Sunday, September 02, 2007

September Garden Update

I had high hopes for the garden this season, but was challenged by frequent rains in the spring and VERY hot weather this summer. I successfully planted a lilac and two phlox, but 6 hens and chickens died, and the lavender I bought I didn't get into the ground in time. I hope to do some more planting this fall--it is obviously going to be a multi-year project!

However, the big surprise of the summer was the fact that I have a prolific peach tree. I knew it was a fruit tree of some kind, but I assumed it was an ornamental--it had no visible fruit last year, and I just figured I would get beautiful spring blossoms and a nice tree and that would be that. So imagine my astonishment when I came back from an early August vacation to find rosy-hued peaches all over the tree! It looked like one of those crayon pictures of fruit trees that little kids draw--a big ball of green with glowing fruit all over it.

I do have a hard time keeping up with the birds for getting the peaches at the precise point of ripeness. Unlike some other fruits (apples for example), peaches stop ripening when you pick them--they only soften. So you can't pick them too early (one of the reasons why supermarket peaches often don't taste that good--they weren't allowed to ripen fully). Every day I go out and pick the ripe peaches, but the birds have a knack for finding lots to snack on. I probably throw out 20 a day or more that I pick off the ground in varying states of deterioration.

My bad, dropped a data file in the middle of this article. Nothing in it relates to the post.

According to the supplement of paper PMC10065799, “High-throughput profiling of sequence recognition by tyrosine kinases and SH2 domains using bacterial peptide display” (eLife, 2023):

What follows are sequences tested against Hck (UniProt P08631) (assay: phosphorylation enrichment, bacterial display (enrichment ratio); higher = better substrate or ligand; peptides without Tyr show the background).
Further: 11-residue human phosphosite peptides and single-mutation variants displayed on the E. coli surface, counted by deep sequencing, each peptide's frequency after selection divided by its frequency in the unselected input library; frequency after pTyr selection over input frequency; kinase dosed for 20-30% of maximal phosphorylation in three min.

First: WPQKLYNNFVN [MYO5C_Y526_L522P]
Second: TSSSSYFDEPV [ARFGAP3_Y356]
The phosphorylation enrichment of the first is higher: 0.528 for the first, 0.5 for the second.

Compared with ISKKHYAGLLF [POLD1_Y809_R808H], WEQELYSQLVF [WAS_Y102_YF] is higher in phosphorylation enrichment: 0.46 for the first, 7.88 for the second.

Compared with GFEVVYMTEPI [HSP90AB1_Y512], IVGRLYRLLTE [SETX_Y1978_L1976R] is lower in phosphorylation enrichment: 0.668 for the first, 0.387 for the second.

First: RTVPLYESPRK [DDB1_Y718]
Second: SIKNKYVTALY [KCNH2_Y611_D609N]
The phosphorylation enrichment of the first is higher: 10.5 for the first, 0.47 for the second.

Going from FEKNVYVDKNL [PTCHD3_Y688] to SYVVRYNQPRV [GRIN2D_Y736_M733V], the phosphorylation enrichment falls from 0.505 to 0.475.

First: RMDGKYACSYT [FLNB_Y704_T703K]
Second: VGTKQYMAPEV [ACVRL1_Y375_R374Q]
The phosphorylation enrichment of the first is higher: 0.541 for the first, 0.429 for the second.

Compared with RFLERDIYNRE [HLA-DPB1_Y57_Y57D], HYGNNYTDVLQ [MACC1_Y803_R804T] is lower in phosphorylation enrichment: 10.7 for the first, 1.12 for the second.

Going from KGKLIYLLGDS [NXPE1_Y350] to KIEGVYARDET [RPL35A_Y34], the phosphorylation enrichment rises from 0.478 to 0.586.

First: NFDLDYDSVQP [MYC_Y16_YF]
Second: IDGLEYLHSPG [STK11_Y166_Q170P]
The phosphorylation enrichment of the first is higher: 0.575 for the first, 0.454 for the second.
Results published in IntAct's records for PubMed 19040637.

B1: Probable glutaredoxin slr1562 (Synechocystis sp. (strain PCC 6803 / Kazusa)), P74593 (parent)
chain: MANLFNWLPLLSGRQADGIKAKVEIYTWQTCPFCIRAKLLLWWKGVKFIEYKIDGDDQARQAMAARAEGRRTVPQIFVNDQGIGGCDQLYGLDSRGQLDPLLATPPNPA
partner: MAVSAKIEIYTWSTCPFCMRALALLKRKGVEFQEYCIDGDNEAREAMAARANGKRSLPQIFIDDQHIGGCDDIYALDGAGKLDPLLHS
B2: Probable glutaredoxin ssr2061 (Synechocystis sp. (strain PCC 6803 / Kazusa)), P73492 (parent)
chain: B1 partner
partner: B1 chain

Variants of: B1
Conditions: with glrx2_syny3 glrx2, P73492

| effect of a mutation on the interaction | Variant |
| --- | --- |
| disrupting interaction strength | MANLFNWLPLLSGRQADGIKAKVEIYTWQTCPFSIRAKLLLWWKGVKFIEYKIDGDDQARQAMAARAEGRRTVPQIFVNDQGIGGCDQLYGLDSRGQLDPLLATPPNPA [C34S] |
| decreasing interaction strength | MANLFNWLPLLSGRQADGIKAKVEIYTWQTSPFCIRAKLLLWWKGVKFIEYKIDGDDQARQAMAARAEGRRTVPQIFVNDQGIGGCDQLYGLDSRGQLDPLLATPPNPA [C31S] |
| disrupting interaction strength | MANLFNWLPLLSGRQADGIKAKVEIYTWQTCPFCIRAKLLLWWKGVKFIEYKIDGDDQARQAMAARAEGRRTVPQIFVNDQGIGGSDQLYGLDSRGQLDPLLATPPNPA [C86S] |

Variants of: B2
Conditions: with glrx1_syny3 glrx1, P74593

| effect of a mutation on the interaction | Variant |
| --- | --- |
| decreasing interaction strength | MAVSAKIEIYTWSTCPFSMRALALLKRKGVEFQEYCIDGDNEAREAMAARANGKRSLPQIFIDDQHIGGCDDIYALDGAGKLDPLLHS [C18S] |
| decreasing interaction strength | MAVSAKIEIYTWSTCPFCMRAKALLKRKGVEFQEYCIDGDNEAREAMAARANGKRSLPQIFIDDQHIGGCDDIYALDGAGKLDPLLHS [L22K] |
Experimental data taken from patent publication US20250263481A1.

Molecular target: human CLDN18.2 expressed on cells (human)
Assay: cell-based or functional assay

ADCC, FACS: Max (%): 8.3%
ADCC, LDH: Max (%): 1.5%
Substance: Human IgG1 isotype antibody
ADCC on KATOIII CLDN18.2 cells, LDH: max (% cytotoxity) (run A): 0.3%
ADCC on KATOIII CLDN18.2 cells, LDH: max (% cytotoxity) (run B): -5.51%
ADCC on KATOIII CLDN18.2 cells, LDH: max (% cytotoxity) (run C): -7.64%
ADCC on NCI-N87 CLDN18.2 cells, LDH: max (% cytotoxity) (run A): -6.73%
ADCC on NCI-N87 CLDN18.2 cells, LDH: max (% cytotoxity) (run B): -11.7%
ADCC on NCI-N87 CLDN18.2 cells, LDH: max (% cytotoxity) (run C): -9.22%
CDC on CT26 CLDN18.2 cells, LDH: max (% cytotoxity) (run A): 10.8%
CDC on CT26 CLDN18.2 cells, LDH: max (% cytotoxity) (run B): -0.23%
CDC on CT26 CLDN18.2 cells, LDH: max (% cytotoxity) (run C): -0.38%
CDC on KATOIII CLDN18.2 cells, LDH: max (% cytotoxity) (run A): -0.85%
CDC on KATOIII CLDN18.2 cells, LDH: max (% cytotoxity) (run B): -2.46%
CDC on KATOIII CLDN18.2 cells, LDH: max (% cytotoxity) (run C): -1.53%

I've discovered that about twelve peaches (peeled, pitted, sliced, and syruped) fill a quart Ziploc bag--what fun to have this fruit of summer packed away in the freezer for a winter treat! (I got all my tips about picking and freezing peaches from the "Pick Your Own" web site.)

Meanwhile the apple tree is also being incredibly productive--as well as shedding apples like crazy (the best of which I'm trying to ripen indoors in a brown paper bag).

In the apple ground photo below you can also see my two phlox plants--one on either side of the apple tree--I'm just so pleased they're not dead!

3 comments:

tb hurst said...

Wow, I'm jealous of your little orchard!

Peggy said...

They weren't your hens and chickens that died, right?

SantaFeKate said...

I guess I should be really clear here, or will be accused of animal cruelty!! "Hens and chickens" is (are?) a plant where the "hen" is the central rosette and the "chickens" surround it. You can read more here. The plant is also known as sempervivum, unfortunately mine are sempermortum.